Here are a couple of examples.

#### Example 1. SUMIFS + CELLCOLOR

Look at this formula:

`=SUMIFS(\$C\$2:\$C\$10,A\$2:A\$10,E2,CELLCOLOR(\$C\$2:\$C\$10,"fill",TRUE),"light green 3")`

1. CELLCOLOR gets all fill colors from C2:C10 and SUMIFS checks if any of them are 'light green 3'.
2. SUMIFS also scans A2:A10 for a name from E2 — Leela.
3. Once both conditions are met, the total from C2:C10 is ready.

#### Example 2. SUMIFS + VALUESBYCOLORALL

The same happens with VALUESBYCOLORALL:

`=SUMIFS(\$C\$2:\$C\$10,\$A\$2:\$A\$10,E2,VALUESBYCOLORALL("light green 3","",\$C\$2:\$C\$10),"<>")`

1. VALUESBYCOLORALL returns the range where only cells of the required fill color contain values. SUMIFS takes all non-empty cells into consideration.
2. SUMIFS also scans A2:A10 for 'Leela' from E2.
3. Once both conditions are met, you will get the corresponding total from C2:C10.

Hope this tutorial explains how the functions work and hint at possible ways to use them. If you still have difficulties applying them to your case, meet me in the comments section ;)

Function by Color - custom functions (make yourself a copy to practice)

## You may also be interested in

1. Hi, excellent extension,
However, as someone already mentioned above, for some reason the third condition in "valuesbycolorall" can't be filled with indirect referencing. I'm trying to reference a filtered range from a different spreadsheet (=Filter(Importrange(_;_);_=_) and this leads to an error message that the range couldn't be found.
Any ideas?

• Hi Quala12,

We've collected a few more requests and formula examples and are currently investigating the possibility to support such references. But in the meantime, only simple ranges are allowed in the function. I'm really sorry for the inconvenience.

2. HELLO,
Is it also possible to count cells with different shades of green

• HELLO,
Is it also possible to count cells with different shades of green, as i have coloum with no. ranging 10-1 million with conditional formatting colour gradient

3. Hi,
Is it not possible to use indirect for referencing the 3d argument, range, in the functions by colour?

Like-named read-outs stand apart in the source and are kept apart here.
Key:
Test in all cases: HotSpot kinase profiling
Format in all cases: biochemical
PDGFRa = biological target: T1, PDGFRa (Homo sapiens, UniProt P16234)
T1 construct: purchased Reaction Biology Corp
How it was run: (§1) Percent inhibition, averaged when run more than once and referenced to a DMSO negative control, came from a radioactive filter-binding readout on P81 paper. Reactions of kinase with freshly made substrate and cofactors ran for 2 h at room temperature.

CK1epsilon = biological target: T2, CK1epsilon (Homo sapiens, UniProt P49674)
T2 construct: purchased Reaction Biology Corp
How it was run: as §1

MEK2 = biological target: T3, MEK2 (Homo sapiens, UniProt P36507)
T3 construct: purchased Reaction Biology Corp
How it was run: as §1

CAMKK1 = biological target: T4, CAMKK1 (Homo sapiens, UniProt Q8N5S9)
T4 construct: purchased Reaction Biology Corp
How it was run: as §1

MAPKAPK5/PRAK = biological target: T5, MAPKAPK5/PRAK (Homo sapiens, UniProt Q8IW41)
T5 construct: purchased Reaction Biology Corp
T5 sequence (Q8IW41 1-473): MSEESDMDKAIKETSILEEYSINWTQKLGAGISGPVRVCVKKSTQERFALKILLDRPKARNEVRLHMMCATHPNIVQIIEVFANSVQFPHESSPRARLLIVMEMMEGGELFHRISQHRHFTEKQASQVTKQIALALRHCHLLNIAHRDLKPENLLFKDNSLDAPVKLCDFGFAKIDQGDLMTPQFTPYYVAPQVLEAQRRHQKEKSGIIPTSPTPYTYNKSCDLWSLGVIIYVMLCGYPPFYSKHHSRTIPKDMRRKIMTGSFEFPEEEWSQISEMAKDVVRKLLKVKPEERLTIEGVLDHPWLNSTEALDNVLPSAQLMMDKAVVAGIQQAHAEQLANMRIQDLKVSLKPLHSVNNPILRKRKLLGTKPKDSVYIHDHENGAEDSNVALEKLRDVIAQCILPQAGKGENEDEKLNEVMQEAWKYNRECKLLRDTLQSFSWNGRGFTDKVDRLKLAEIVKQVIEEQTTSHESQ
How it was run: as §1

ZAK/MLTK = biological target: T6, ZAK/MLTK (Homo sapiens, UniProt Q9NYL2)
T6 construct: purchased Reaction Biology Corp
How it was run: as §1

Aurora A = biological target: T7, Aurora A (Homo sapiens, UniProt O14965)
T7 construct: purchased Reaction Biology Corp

I am trying to leverage this for only calculating part of a row. It works when I put the actual date range directly in but not when I create it using cells as reference nor with indirect.

4. Hi Natalia,

I used your COUNTIF and VALUESBYCOLORALL formula, which worked perfectly, then all of a sudden it gave me an error. I did not change the formula by any means, I also did not change anything on the sheet, I was actually busy on another sheet, went back and saw the "all of a sudden error", could you please help with a solution?

These are the ones giving errors:
=COUNTIFS(\$E\$2:\$E\$21,M2,VALUESBYCOLORALL("#900603","WHITE",\$H\$2:\$H\$21),"")
=COUNTIFS(\$E\$2:\$E\$21,M2,VALUESBYCOLORALL("#900603","WHITE",\$I\$2:\$I\$21),"")
=COUNTIFS(\$E\$2:\$E\$21,M2,VALUESBYCOLORALL("#900603","WHITE",\$J\$2:\$J\$21),"")

Of which the correct one looks like this:
=COUNTIFS(\$E\$2:\$E\$21,M2,VALUESBYCOLORALL("#900603","WHITE",\$K\$2:\$K\$21),"")

I have the same error at some other cells, which is exactly the same as shown above and all giving the following error:
"Error
Array arguments to COUNTIFS are of different size."

5. Hi, Trying to use the countifs and cellcolor functions as stated above.
=COUNTIFS(\$M\$4:\$M\$60,M3,CELLCOLOR(\$M\$4:\$M\$60,"fill",TRUE),"magenta")
I absolutely have the data in M4 through M60 counting against the data in M3, with a result of 3 instances.
However I have 7 cells in the range with color magenta but when I change or omit the colors for the M3 matched cells the count does not change. I even tried removing the entire CELLCOLOR statement and it has no impact.
I cannot get the addition of the CELLCOLOR statement to affect the outcome at all.

• Hi Blaine,

Note. We keep that Google account for file sharing only and don't monitor its Inbox. Please do not email there. Once you share the file, just confirm by replying to this comment.

I'll look into it.

6. Hello, could i get some help on counting the amount of rows with data typed in them?
Information may or may not repeat.
I have around 350+ rows of data, of which some are not filled in and merely serve as "separator",plus a row in which the information is not relevant.
Is there a function that can help me count the rows with relevant information (repeated or not)? Is there also a way to make this function automatically update if i add more data on following rows?

• Hello Margie,

you can use COUNTIF and count blank/non-blank cells in column A for instance to get the count for rows.

As for making the formula take future rows into account, try using the entire column as a reference (A:A) rather than a particular number of rows (A2:A100).